Listen to this article
A giant mining bid in Canada has lifted shares in London-listed Xstrata 7 per cent. The world’s largest zinc miner, Teck Cominco, is offering C$18bn for rival Inco. Xstrata shareholders hope it may now be able to buy Falconbridge, another Canadian miner which Xstrata is thought to covet and where it already has a 20 per cent stake. Inco had agreed to buy Falconbridge but the bid from Teck is conditional on that being dropped.
Regal Petroleum shares are off more than quarter as investors struggled to make sense of the latest twist in its legal struggle over its Ukrainian assets. The shares had initially fallen 57 per cent. On Friday the Ukrainian supreme court failed to uphold Regal’s claim to own certain gas producing assets. Regal plan to appeal again but if it loses once more, the assets will revert to state ownership and Regal will have lost the only profit-generating business. It will have to reinvent itself as a pure exploration company. The other development is the resignation of Martin Byrnes, a recently-appointed non-executive director.
British Sky Broadcasting shares have recovered most of their losses, having opened down 5 per cent. The market is digesting the impact of the huge sum BSkyB is paying for the rights to broadcast premiership football. That deal was announced after the market closed on Friday.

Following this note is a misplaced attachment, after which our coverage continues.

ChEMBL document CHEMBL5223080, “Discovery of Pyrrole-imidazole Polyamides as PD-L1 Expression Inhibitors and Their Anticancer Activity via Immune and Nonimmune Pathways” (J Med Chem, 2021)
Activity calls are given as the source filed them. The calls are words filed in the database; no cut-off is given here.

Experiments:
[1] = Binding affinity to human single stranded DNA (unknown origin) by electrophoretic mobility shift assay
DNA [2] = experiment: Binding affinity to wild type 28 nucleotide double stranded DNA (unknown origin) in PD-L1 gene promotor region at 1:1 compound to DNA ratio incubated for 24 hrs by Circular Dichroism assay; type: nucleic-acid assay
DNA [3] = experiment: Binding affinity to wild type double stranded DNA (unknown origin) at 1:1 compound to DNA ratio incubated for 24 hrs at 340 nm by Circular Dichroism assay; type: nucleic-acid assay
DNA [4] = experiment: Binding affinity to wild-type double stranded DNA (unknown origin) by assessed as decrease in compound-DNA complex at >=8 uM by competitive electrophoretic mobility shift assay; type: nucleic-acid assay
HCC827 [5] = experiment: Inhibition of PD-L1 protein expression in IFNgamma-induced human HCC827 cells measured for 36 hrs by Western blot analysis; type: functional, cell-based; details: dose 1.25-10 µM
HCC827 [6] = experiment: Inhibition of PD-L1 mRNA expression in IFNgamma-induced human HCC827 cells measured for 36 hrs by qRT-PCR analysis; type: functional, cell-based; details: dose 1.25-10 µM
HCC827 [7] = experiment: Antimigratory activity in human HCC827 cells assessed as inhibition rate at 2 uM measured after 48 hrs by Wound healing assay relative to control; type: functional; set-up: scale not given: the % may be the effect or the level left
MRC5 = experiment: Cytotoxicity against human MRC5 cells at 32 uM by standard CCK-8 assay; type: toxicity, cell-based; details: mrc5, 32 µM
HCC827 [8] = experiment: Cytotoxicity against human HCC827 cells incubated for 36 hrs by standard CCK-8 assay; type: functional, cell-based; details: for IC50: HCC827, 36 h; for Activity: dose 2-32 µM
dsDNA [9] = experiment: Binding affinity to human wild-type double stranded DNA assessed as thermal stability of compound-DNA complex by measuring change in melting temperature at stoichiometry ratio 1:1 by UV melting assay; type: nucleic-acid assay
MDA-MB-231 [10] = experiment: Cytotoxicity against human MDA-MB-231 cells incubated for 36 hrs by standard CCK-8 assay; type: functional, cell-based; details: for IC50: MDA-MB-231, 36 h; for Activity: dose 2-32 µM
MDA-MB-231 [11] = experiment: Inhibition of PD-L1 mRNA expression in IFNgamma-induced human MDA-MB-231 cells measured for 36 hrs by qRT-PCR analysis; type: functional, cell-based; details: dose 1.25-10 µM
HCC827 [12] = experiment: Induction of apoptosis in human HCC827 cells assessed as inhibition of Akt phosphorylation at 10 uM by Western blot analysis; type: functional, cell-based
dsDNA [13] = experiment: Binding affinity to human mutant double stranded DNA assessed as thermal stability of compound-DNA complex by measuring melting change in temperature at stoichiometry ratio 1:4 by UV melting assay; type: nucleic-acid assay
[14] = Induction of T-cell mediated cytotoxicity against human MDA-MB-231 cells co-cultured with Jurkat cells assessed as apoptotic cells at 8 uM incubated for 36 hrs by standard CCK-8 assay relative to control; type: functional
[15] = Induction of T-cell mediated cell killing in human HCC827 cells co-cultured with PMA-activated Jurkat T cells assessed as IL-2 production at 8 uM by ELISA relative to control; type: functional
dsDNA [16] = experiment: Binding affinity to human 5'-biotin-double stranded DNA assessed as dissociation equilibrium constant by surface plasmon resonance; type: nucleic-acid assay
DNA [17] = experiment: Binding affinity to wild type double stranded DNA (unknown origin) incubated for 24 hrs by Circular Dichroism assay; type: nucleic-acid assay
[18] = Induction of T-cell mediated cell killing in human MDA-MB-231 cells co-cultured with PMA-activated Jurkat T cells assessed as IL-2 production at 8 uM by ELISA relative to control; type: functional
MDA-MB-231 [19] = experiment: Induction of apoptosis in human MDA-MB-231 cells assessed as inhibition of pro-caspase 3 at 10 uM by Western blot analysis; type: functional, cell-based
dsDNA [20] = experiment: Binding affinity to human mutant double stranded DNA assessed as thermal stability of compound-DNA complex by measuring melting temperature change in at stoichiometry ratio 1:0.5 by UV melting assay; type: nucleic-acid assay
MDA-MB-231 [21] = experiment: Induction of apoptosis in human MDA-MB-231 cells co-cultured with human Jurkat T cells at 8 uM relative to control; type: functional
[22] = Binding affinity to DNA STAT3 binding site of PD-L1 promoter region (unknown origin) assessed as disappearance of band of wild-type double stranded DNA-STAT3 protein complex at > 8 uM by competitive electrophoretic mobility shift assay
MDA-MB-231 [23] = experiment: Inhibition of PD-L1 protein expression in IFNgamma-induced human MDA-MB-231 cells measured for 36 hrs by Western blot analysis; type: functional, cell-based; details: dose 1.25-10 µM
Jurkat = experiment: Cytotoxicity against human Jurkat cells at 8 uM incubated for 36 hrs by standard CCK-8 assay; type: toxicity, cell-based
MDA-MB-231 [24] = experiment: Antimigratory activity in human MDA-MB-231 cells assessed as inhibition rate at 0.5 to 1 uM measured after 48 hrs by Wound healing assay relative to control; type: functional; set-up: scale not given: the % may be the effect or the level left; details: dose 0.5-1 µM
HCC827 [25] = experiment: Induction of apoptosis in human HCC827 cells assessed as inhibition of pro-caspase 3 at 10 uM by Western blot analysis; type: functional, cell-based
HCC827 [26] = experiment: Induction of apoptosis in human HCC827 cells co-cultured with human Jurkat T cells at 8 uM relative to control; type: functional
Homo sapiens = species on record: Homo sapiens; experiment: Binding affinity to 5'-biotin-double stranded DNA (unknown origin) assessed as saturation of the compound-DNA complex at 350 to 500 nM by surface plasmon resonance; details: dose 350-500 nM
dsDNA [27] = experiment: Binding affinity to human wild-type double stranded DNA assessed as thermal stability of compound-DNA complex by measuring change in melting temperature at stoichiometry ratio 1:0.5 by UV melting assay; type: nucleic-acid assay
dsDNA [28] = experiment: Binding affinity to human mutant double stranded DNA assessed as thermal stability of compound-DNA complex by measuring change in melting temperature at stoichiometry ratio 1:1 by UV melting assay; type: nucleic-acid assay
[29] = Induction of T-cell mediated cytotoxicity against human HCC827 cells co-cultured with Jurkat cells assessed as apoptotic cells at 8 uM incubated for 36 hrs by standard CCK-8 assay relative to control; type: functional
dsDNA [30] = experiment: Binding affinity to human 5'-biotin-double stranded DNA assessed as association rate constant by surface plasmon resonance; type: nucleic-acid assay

Some good news for once from SkyePharma, which has sealed a deal to distribute its key drug, an asthma treatment called Flutiform, in the US. The stock is up a little more than 4 per cent.
Royal Dutch Shell is continuing to replenish its reserves by investing more in Canadian oil sands. It is paying C$2.4bn for BlackRock Ventures. These investments are not as low-risk as Shell would have us believe and it must mean something if BP is avoiding oil sands.
We are planning more on the bitter row between the London Stock Exchange and Plus Markets over whose platform is better for trading small stocks. Plus claims that the LSE is introducing new rules that will make it harder for smaller companies to trade on a platform other than the LSE’s. To believe Plus, the LSE is abusing vestigial regulatory powers despite the fact that it is now a private sector company like any other. David Blackwell will explain all tomorrow morning.
To make or read a comment online now, click here
To unsubscribe from this email, click here
Get alerts on Columnists when a new story is published